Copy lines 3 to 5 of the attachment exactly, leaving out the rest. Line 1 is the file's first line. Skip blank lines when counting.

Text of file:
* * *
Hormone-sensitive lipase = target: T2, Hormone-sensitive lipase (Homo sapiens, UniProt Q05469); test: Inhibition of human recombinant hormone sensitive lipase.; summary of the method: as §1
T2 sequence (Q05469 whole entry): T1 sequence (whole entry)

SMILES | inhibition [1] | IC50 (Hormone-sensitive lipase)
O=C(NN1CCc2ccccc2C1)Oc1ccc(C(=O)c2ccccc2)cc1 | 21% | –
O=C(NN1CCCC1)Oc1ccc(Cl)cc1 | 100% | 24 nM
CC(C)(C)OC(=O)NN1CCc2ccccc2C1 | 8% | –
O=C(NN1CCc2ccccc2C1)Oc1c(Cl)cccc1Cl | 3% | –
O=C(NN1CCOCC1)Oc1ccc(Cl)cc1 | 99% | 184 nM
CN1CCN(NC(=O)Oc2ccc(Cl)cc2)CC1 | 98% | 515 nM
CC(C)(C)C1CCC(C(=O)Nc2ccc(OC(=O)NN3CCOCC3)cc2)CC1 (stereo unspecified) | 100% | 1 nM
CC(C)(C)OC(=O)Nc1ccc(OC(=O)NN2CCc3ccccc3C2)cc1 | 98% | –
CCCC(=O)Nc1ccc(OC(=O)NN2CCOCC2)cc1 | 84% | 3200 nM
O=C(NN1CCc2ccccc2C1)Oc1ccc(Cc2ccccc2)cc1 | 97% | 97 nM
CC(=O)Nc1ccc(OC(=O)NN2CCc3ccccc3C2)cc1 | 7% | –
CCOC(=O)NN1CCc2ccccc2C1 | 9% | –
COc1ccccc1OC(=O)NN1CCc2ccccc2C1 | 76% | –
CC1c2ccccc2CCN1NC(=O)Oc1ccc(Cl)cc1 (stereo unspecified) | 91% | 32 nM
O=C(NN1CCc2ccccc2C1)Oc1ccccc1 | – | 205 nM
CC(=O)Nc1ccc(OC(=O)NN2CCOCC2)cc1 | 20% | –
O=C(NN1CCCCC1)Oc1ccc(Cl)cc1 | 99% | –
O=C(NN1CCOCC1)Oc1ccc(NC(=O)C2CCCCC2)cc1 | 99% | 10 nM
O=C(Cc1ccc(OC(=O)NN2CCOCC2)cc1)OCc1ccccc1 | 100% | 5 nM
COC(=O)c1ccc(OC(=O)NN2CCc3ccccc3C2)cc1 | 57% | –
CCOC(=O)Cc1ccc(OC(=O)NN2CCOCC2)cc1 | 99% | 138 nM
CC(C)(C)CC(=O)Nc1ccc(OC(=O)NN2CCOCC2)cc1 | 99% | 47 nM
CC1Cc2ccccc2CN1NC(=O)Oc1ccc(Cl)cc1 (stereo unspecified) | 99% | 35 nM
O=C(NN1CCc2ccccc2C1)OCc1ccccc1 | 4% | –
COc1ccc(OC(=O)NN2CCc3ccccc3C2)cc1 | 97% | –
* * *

SMILES | inhibition [1] | IC50 (Hormone-sensitive lipase)
O=C(NN1CCc2ccccc2C1)Oc1ccc(C(=O)c2ccccc2)cc1 | 21% | –
O=C(NN1CCCC1)Oc1ccc(Cl)cc1 | 100% | 24 nM